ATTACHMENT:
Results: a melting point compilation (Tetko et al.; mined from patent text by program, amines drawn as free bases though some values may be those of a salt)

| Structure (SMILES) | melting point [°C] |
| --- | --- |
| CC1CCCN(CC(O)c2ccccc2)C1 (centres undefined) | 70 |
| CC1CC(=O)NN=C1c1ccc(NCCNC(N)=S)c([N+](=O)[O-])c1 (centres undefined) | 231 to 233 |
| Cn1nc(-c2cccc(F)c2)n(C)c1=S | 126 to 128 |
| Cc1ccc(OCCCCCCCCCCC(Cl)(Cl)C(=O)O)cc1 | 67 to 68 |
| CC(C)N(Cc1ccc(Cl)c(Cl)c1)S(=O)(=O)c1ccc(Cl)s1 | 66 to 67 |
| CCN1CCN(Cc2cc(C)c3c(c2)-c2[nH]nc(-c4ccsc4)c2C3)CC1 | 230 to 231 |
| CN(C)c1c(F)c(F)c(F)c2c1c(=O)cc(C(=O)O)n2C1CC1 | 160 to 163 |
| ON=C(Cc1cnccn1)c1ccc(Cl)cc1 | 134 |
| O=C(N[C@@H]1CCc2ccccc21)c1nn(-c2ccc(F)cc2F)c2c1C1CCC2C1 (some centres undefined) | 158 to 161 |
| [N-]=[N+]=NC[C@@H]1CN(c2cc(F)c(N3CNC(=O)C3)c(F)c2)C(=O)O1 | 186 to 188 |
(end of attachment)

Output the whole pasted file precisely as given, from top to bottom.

Results: a melting point compilation (Tetko et al.; mined from patent text by program, amines drawn as free bases though some values may be those of a salt)

| Structure (SMILES) | melting point [°C] |
| --- | --- |
| CC1CCCN(CC(O)c2ccccc2)C1 (centres undefined) | 70 |
| CC1CC(=O)NN=C1c1ccc(NCCNC(N)=S)c([N+](=O)[O-])c1 (centres undefined) | 231 to 233 |
| Cn1nc(-c2cccc(F)c2)n(C)c1=S | 126 to 128 |
| Cc1ccc(OCCCCCCCCCCC(Cl)(Cl)C(=O)O)cc1 | 67 to 68 |
| CC(C)N(Cc1ccc(Cl)c(Cl)c1)S(=O)(=O)c1ccc(Cl)s1 | 66 to 67 |
| CCN1CCN(Cc2cc(C)c3c(c2)-c2[nH]nc(-c4ccsc4)c2C3)CC1 | 230 to 231 |
| CN(C)c1c(F)c(F)c(F)c2c1c(=O)cc(C(=O)O)n2C1CC1 | 160 to 163 |
| ON=C(Cc1cnccn1)c1ccc(Cl)cc1 | 134 |
| O=C(N[C@@H]1CCc2ccccc21)c1nn(-c2ccc(F)cc2F)c2c1C1CCC2C1 (some centres undefined) | 158 to 161 |
| [N-]=[N+]=NC[C@@H]1CN(c2cc(F)c(N3CNC(=O)C3)c(F)c2)C(=O)O1 | 186 to 188 |